Bikes - Cyclo cross
Scott's CX Comp comes in just over that magic £1,000 price barrier but if you shop around you can find these being sold for 'Cycle to Work' scheme friendly prices. Mind you, while it shares the innate versatility of all cross bikes and it is not without the odd commuter-friendly eyelet, this is bike aimed squarely at the hurly burly of the race circuit rather than the ride to work.
The Ibis Hakkalügi is a lightweight cyclocross bike that's a real joy to ride. It's best suited to those who like to ride with a bit of finesse rather than those who like to muscle through regardless.
Ibis may have passed you by because, although they've had a road bike in their company quiver almost since their inception 30 odd years ago, they're best known as a maker of mountain bike frames.
The Crux is a rare beast; a thousand pound cyclo-cross bike that's designed for actual cyclo-cross. It's not a jack-of-all-trades utility bike dressed up as a CX bike but a 'cross bike that's designed for what cyclo-cross really is - racing.
Read about Giant's TCX2 on their website and you might think you're buying a full-on CX race iron. "Light enough to hoist and carry, fast enough to put you on the podium, that's TCX", they gush. In reality the £800 TCX is much more of an all-rounder, with a spec that suggests it'll do its miles in the week and spend most of its Sunday mornings tucked in the shed. It's a good bike though, capable of tackling proper off road and long tarmac jaunts too.
The Cotic >X< was born because mountain bike racer Kate Potter (Cotic/Bontrager Race Team) wanted a bike to race during the cyclo-cross season while mountain bike competition was quiet. This bike is the production model of that request. Cotic have a passionate fan-base for their mountain bikes and their steel Roadrat has many commuting devotees, so their new ’cross bike has a lofty reputation to live up to.
Cannondale was one of the pioneers of aluminium bikes, having launched its original ST-500 in 1983. While it now also makes carbon fibre frames, it's still using the same 6061-T6 aluminium that it did back then, making the CAADX frame the result of 27 years of evolution. All that experience is used to good effect to produce a fine riding 'cross all-rounder, that'll handle on-road commuting duties too.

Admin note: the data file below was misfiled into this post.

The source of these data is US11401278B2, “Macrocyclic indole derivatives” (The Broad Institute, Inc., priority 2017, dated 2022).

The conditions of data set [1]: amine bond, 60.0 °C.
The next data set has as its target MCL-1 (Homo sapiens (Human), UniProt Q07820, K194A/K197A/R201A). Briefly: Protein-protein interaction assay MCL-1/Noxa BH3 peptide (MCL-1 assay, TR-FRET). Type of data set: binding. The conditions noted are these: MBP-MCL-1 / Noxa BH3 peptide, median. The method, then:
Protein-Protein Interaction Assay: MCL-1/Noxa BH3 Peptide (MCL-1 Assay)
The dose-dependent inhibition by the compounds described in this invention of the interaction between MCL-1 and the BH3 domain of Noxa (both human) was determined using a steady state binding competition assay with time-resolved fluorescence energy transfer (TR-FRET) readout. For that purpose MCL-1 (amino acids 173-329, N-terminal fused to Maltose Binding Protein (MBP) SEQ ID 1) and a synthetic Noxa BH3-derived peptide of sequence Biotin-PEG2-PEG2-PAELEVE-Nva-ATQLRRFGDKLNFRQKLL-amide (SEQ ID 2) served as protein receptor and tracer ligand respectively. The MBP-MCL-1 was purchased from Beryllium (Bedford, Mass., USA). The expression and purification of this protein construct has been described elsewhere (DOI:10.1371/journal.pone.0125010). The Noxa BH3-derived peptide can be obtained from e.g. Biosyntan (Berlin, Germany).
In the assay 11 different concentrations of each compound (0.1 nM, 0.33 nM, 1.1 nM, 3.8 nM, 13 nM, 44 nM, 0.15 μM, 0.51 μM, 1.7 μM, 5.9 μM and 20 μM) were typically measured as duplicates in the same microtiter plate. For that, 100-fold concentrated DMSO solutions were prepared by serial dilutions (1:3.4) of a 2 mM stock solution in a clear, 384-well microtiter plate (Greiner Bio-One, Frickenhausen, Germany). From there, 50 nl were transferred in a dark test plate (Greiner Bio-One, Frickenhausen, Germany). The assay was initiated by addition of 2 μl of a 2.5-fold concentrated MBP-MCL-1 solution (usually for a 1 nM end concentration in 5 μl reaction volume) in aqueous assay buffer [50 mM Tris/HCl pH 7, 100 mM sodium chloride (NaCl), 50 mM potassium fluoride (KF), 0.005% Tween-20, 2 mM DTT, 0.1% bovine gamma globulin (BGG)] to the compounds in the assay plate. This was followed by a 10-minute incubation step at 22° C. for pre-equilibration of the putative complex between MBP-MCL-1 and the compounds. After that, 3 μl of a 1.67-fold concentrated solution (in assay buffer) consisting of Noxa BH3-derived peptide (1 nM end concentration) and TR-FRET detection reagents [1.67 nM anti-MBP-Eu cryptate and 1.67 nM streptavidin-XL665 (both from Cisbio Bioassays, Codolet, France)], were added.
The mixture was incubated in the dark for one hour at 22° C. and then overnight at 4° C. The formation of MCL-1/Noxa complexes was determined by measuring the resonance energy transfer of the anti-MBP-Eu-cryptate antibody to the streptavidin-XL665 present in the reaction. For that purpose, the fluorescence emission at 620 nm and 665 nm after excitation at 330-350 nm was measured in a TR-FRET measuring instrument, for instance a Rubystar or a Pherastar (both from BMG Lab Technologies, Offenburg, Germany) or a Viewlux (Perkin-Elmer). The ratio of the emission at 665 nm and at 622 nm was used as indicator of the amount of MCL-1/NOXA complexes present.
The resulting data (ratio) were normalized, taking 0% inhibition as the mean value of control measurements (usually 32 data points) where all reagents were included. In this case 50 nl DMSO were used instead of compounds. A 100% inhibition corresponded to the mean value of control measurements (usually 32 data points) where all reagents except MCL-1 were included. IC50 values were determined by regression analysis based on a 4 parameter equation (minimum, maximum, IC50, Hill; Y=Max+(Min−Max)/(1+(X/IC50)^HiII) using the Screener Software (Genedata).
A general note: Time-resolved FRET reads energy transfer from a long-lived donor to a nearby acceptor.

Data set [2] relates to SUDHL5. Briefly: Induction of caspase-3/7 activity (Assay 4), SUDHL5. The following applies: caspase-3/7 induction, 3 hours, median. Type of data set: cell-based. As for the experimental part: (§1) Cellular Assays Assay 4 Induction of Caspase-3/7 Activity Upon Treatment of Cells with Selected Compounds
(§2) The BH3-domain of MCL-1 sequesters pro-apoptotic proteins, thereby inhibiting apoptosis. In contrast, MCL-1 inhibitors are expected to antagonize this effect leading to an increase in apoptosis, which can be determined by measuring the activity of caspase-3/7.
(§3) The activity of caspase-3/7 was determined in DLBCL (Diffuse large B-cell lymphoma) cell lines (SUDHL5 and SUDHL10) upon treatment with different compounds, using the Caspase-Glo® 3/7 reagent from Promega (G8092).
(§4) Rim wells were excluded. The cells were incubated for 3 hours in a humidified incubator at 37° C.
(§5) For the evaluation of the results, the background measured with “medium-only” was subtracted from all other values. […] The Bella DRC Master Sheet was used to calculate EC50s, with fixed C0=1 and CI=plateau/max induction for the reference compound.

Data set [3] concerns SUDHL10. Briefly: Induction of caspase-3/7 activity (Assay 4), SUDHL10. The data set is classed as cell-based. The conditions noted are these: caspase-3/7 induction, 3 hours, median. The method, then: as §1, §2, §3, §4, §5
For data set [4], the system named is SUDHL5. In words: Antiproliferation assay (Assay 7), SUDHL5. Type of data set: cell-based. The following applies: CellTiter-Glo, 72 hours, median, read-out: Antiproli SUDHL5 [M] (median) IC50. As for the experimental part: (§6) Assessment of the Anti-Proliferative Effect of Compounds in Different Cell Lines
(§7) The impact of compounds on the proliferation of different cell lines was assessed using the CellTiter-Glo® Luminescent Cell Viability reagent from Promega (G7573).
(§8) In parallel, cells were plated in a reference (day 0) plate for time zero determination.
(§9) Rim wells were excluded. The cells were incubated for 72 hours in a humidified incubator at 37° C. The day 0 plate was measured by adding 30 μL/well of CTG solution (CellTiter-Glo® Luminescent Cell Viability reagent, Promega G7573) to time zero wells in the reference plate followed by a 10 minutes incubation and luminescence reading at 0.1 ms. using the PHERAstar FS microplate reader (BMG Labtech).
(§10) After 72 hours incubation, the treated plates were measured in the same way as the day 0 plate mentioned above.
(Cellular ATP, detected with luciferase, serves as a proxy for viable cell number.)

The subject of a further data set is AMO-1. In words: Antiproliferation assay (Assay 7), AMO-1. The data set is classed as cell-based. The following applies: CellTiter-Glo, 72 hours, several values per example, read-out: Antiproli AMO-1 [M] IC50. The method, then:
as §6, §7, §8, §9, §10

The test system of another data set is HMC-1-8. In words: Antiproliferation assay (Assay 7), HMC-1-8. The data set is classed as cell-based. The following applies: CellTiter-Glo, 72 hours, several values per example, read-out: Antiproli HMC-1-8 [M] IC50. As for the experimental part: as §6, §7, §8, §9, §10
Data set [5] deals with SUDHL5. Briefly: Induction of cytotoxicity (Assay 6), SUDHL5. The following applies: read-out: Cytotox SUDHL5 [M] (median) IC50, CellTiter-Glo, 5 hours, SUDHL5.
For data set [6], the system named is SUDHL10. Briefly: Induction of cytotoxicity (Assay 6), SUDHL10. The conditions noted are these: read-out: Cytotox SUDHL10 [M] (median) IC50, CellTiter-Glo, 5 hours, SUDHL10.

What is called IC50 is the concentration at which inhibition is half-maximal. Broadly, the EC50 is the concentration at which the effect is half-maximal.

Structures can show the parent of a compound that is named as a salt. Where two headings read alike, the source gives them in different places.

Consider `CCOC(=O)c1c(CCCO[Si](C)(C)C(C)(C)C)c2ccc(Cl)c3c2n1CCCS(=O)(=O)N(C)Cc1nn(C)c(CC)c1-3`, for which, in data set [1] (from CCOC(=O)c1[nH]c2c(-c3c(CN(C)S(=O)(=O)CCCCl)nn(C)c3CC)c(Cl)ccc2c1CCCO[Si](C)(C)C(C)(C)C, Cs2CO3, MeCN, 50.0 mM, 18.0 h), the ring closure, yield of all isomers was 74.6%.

There's no doubting the Charge Filter Hi is a capable bike. It's lively on tarmac and assured off road too. The higher spec bike as tested here has a bit of an identity crisis though. It's not light enough to really be attractive to racers and it's no more versatile than its cheaper stablemate, which looks the better bet if you're after a steel all-rounder.
Trek's Portland urban crosser has hokey cokeyed in and out of their UK range over the past few years like some particularly over exuberant regular down at the Queen Vic, this year it's in and it 'd going to be shaking it all about with the likes of the Specialized Tricross and the Genesis Croix de Fer. Trek say the Portland is a tough, traffic proof and a capable of load lugger which with its mudguards as standard will always get you to work looking your best. So, how does road.cc’s experience with the Portland compare to the marketing blurb?
Pretty well it turns out.
Kinesis have this bike down as a true all-rounder, with the FiveT being touted as a (deep breath) cyclo-cross/tourer/winter trainer/commuter. So is it a true do-everything bike or a jack of all trades and a master of none?
The Marin Toscana is one of a growing breed of 'cross derived urban bikes. It isn't pretending to be an actual cyclocross machine and as such it's only really fair to mark it on how it performs on road and path duties, which it handles with a good deal of assurance. It's well built, reliable and versatile. What it isn't, at £999 though, is cheap, especially when compared to similar machines.